Generate up to 30% more power with bifacial modules

 

To reduce LCOE and improve ROI on commercial and utility projects, bifacial is a great choice

Bifacial (literally meaning ‘two faces’) solar modules can generate energy not only from the front side but from the rear side as well – reflecting the sunlight on the ground to the glass-covered back of the module to produce extra energy in a solar-powered system. Ultimately, reducing the solar system’s levelised cost of electricity (LCOE) significantly and producing a higher return on investment (ROI).

Using its industry-leading bifacial cell technology and extensive knowledge of double-glass module manufacturing, Canadian Solar has developed a new generation of high-efficiency Poly Bifacial BiKu modules, which are supplied by SegenSolar. From the front side, the modules have a power output of 300W and 355W, while the rear side generates up to 30% of additional power. When combining both sides together, the total power output of a 355W Bifacial BiKu module can reach as high as 461W.

Depending on the reflectivity of the roof or ground conditions, daily energy yield for projects with bifacial modules can be 5-30% higher than with conventional polymer backsheet modules. This improved yield can dramatically enhance the economics of solar system deployments. Ideally, bifacial modules should be installed at least 1m from the surface of white membrane roofing.

The performance of bifacial modules also depends on various conditions such as system design, installation methods, location and so forth. There are four main factors which affect the bifacial gain of the module:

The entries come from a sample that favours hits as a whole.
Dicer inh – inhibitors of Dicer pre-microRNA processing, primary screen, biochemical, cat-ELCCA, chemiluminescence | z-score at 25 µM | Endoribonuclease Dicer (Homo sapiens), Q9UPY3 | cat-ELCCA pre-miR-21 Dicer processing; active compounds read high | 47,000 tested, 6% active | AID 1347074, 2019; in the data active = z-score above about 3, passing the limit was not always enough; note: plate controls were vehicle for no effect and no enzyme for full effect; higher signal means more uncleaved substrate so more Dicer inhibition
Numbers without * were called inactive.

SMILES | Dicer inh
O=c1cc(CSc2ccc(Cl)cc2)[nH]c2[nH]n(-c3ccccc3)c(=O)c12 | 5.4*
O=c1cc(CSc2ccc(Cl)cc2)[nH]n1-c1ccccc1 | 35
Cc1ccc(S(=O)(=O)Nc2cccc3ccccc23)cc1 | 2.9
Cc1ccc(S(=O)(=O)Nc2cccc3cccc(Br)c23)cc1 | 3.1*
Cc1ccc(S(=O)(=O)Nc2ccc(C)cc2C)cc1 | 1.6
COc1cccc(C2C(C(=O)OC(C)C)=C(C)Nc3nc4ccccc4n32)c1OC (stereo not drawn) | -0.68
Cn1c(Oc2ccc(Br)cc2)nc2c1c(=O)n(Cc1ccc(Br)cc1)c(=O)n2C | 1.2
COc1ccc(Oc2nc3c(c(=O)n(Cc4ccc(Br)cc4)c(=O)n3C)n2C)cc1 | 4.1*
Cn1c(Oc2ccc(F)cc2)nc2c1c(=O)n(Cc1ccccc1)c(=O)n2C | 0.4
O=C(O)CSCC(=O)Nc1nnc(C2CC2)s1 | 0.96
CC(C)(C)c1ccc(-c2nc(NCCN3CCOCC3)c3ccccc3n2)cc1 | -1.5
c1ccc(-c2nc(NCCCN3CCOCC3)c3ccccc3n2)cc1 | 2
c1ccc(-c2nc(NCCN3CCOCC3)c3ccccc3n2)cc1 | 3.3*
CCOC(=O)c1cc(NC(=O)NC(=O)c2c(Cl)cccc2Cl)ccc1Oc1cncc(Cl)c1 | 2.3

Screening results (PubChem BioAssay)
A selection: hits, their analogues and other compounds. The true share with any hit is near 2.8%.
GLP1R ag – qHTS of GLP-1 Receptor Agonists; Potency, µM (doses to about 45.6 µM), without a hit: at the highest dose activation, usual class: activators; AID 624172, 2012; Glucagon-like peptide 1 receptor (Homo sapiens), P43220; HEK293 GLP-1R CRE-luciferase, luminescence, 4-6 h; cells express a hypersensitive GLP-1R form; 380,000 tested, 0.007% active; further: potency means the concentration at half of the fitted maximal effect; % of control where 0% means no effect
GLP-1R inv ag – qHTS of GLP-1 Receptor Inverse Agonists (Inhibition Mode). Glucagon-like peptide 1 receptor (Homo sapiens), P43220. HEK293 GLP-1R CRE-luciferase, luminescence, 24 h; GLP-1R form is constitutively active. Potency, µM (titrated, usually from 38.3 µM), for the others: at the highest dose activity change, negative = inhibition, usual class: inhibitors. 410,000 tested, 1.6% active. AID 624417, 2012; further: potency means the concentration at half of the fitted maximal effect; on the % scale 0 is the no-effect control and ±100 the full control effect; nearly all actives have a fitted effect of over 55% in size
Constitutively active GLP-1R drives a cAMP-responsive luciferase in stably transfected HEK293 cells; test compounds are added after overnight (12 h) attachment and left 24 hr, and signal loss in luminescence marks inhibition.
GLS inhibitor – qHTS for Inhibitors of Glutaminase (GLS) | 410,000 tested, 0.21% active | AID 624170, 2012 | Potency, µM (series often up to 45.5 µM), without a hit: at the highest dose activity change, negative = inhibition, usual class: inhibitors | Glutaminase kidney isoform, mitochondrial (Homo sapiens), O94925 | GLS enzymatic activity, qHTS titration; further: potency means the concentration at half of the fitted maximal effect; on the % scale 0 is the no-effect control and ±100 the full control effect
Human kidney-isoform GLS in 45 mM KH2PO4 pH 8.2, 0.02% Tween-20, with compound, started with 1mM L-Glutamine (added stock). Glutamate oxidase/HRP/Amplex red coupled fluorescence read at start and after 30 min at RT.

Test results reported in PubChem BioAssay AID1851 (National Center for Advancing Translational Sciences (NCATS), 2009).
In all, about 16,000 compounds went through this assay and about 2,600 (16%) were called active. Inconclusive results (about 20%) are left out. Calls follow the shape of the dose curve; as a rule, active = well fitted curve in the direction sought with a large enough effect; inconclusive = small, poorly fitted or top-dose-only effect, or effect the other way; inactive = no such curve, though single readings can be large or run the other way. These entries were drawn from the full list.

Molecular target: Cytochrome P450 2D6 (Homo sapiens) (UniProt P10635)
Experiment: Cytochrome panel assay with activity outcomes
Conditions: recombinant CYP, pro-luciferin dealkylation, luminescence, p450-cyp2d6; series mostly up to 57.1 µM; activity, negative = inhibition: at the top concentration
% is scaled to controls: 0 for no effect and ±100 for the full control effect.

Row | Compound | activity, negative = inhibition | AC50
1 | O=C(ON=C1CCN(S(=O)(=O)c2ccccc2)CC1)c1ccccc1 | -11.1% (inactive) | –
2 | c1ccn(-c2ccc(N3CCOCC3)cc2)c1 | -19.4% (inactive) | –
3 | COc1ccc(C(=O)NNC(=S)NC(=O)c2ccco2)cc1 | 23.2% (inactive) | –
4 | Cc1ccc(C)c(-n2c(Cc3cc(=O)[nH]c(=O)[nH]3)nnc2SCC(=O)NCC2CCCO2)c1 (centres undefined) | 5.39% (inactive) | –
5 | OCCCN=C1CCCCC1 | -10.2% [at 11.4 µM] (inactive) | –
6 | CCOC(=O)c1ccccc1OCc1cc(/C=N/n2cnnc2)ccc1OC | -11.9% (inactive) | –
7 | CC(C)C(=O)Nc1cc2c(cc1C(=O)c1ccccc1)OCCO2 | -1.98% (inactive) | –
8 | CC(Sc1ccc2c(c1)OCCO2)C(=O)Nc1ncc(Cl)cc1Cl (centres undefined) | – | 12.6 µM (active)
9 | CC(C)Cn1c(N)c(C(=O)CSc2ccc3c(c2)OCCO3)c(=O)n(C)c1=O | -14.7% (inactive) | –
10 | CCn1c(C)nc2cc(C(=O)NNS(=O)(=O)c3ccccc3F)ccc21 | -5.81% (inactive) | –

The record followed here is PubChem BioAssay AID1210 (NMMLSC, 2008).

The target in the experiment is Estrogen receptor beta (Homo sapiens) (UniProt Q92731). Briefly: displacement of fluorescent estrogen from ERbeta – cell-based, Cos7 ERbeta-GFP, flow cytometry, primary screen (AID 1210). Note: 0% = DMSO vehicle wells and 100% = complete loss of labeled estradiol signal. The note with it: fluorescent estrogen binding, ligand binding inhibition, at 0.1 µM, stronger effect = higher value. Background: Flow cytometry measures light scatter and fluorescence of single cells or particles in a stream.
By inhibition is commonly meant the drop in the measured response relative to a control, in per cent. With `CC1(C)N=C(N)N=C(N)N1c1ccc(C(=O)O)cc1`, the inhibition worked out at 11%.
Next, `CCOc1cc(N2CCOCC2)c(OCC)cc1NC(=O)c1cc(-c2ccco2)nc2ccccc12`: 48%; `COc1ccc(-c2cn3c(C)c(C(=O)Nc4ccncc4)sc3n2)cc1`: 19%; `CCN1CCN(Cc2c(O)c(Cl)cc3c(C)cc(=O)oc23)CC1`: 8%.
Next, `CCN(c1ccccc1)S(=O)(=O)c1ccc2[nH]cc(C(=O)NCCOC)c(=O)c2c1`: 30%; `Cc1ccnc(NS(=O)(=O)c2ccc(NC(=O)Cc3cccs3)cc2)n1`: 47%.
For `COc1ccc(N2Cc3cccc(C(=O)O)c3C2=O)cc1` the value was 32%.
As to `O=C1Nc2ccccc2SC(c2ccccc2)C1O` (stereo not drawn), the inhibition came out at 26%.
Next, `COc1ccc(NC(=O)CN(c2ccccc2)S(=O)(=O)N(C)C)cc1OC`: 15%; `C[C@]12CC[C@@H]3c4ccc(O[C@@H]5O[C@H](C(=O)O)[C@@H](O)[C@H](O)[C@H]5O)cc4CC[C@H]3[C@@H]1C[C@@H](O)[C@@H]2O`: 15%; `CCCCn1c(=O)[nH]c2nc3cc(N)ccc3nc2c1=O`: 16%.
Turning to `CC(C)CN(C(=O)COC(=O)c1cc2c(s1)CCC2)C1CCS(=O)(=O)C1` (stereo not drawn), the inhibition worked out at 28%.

1. Module height above the ground
    It is recommended that the modules are fitted at least 20cm off the surface; but the larger the distance from the surface, the higher the bifacial gain will be. However, it’s worth noting this rule is only valid up to heights of approximately 1m. Above 1m in height, the bifacial gain increase is minimal.
  2. Module tilt angle
    IAs with standard PV installations, the higher the tilt angle the better the bifacial gain. Although even modules with as little as 10° tilt can benefit from bifacial technology.
  3. Space between the rows (the pitch)
    Bigger row spacing allows more light to reach the ground and rebound back to the rear side of the modules.
  4. Surrounding ground Albedo
    Potentially a new term for most installers, ‘Albedo’ relates to the reflectivity of the surface. In general, the brighter the surface is, the more the surface reflects light – and, therefore, the higher the albedo will be. A higher albedo value means a bigger bifacial gain, so more additional power can be extracted from the module. For that reason, the highest bifacial gain can be achieved on white covering or snow-covered ground. Slightly lower but still considerable gains can also be achieved on light grey or beige roof covering. The lowest bifacial gain will be achieved on Asphalt or black covering but, because of the potential for considerable yield boost at a minimal price increase, bifacial modules should be considered for any flat roof systems.

 

How do bifacial modules work?

Bifacial PV panels offer greater power output when compared to conventional PV panels due to their ability to harvest light that is reflected onto the rear side. The reflected light can come from a variety of sources such as reflection from the ground or from a neighbouring row of PV modules.

Using a transparent backsheet (or glass) rather than a white backsheet on the rear side makes these types of modules will be more durable, due to the fact that both sides are UV resistant. In addition, using a glass backsheet and frameless design (certain modules only) dramatically reduces the PID (potential induced degradation) effect.

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